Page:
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Posts Tagged ‘falling in love’

Marcel Proust, Ladies and Gentlemen

A best friend – she’s about to start getting her counseling degree in marriage and family therapy – and I were recently discussing relationships gone wrong. We concluded that people often exist to you in the way you experienced them, even if that’s not truly the person they are.

She just read this quote in Marcel Proust’s Swann’s Way and found it highly relevant to our conversation:

We pack the physical outline of the creature we see with all the ideas we already formed about him, and in the complete picture of him which we compose in our minds, those ideas have certainly the principal place. In the end, they come to fill out so completely the curve of his cheeks, to follow so exactly the line of his nose, they blend so harmoniously in the sound of his voice that these seem to be no more than a transparent envelope, so that each time we see the face or hear the voice, it is our own ideas of him which we recognize and to which we listen…In this way we are able to pack a person full of the attributes we so desire- we fall in love with our own creation.

I think that we do this subconsciously.  Deep down, we know what we want, and we fill certain people with those ideas, even if we can’t always put it into words what those ideas are.

Here is another good, quick read about how subconscious forces play a role in our relationships (and the decay of them.) In the article, Srinivasan Pillay writes:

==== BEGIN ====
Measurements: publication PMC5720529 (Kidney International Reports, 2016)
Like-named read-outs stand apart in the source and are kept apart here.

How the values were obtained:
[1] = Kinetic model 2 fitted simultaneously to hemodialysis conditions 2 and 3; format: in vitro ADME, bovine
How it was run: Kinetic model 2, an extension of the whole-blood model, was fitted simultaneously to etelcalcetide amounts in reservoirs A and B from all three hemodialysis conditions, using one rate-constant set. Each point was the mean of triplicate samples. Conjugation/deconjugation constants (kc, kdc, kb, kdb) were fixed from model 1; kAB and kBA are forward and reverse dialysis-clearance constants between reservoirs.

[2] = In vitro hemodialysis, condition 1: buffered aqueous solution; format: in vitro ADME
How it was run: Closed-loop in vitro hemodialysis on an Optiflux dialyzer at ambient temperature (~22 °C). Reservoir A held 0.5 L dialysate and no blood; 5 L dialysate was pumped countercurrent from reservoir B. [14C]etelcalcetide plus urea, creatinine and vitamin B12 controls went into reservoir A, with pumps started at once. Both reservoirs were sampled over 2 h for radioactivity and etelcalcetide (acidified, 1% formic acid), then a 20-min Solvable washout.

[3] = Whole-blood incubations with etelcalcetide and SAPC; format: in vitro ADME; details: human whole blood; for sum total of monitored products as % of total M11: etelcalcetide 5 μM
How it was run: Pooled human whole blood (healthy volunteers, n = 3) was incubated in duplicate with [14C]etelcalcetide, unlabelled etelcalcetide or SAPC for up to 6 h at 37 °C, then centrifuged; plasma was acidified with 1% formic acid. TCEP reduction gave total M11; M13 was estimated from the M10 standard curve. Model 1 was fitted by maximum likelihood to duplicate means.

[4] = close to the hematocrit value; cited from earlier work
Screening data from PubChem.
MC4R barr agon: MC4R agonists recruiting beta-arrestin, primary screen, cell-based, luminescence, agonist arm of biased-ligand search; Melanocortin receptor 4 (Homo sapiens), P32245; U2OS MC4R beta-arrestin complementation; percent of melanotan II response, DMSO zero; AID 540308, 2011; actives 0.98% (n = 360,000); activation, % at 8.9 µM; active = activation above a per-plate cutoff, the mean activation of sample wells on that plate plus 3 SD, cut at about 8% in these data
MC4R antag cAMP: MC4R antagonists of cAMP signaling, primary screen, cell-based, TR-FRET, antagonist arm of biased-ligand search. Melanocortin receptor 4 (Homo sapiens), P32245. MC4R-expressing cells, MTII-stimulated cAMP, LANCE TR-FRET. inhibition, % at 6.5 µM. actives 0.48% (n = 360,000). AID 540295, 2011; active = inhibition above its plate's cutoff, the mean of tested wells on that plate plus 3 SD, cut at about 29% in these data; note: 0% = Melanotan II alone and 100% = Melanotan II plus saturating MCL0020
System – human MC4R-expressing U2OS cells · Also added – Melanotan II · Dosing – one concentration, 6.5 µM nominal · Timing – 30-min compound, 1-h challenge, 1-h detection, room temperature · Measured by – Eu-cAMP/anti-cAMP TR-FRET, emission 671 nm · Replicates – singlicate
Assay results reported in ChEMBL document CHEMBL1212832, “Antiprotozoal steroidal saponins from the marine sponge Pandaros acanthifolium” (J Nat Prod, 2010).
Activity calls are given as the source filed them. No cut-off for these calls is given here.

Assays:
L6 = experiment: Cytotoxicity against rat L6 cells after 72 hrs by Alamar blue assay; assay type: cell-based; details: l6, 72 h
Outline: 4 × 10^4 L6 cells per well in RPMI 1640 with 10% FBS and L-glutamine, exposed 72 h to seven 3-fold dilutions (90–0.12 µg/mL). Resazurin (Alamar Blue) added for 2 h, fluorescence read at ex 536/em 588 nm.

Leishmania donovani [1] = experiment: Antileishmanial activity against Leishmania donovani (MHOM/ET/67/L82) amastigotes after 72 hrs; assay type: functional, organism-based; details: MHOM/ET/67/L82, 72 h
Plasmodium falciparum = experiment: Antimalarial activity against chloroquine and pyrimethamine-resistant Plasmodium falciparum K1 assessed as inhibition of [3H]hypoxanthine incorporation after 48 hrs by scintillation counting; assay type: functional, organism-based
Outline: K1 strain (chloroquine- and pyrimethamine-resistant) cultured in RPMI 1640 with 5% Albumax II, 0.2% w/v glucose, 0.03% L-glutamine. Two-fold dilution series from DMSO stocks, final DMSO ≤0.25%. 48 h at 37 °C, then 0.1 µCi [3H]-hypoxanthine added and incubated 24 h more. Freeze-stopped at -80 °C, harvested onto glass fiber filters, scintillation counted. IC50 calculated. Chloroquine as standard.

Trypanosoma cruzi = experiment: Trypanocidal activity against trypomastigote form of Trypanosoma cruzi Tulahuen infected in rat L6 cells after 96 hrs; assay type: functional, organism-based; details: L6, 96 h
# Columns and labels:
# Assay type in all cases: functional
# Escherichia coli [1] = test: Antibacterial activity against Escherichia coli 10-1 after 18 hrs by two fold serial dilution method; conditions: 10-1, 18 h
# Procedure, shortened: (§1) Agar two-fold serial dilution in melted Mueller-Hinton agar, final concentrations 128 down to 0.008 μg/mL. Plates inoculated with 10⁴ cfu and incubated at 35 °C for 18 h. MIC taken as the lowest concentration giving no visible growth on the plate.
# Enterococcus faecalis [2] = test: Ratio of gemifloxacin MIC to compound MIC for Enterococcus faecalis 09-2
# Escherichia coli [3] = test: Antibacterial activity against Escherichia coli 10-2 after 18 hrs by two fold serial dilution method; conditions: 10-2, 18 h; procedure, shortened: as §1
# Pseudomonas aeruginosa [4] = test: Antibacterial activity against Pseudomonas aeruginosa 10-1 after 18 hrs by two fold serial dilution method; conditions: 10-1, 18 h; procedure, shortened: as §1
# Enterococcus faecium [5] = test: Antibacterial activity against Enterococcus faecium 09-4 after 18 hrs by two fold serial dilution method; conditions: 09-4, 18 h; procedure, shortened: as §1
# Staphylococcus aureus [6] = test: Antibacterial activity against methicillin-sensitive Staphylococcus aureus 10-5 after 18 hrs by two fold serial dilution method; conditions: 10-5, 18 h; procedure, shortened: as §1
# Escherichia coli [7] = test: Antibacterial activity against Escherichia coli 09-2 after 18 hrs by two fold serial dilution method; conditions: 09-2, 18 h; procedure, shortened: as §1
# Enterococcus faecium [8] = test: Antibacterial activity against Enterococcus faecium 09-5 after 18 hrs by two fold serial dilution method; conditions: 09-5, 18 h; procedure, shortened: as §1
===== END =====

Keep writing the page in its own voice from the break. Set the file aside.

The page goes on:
A recent study in the journal Psychological Science has shown that the earliest signs of “relationship decay” may be entirely outside of our conscious awareness. We may either be unaware, unable or even unwilling to report these feelings when they first begin to manifest.

The study also found that if your subconscious reaction to your partner was positive, then you were likely to stay together, whereas if it was negative, you were likely to break up. The interesting finding here is that staying together or breaking up had little to do with conscious reports of how the relationship was going. The subconscious reactions were more powerful in determining whether you stay with someone or leave than reporting that you felt satisfied with the relationship, or even acknowledging being engaged in a hostile conflict.

Pretty interesting stuff for us psych nerds to think about with regards to past and present relationships. Keep checking out the “Living” tab of Huffington Post for interesting applications of psychological science to everyday life. There’s a great social networking aspect (with recent upgrades) to the site too! Happy over-analyzing and sharing!

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